I had no idea if I should be making conversation, and I certainly didn’t want to correct any of her cooking, so I found it easier to just sit at the edge of the mess table bench and watch.  In fact, she didn’t need any help.  She cooked with a confidence that impressed me, not only her handling of the ingredients but with her eyes and hands were telling her.  But even better than how she cooked was the way she looked-calm always in perfect posture, every movement and task methodical and precise.  It was clear she’d done this before.

Ravello, Amalfi Coast

Finally the silence got to me, and out of left field I asked her a questions: “Juts curious signora, how come there are no women in the crew?”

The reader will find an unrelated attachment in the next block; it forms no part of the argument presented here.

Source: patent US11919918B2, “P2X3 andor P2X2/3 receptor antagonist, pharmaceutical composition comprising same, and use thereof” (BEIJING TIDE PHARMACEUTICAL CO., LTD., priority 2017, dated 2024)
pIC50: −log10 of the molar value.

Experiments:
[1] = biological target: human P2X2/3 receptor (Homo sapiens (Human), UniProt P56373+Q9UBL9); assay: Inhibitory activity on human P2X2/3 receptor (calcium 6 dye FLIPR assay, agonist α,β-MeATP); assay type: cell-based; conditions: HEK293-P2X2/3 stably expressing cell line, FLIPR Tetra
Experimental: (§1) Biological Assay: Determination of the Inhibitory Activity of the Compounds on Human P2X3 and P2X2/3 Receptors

She chuckled and made a gesture toward the fo’c’sle,  “With these conditions, do you think a woman could stand it?  There’d be too many problems.

She checked for seasoning, added another chile, and pulled the pan from the stove when the lobster meat in the tails turned opaque.  She kept the bodies in the sauce for a short while longer, gently crushing them with a wooden spoon to get as much flavour out of them as possible before discarding them.  It was hot and humid in the galley, the air thick with the smell of cooked lobster and simmering tomato sauce.  I noticed a light mist of perspiration had formed across the back of la Signora’s neck and shoulders.

‘”Bene,” she said smiling at the results as if just completing a painting, “now I leave the rest to you.”

And so their Mediterranean Summer continues, as I yearn for another one for us.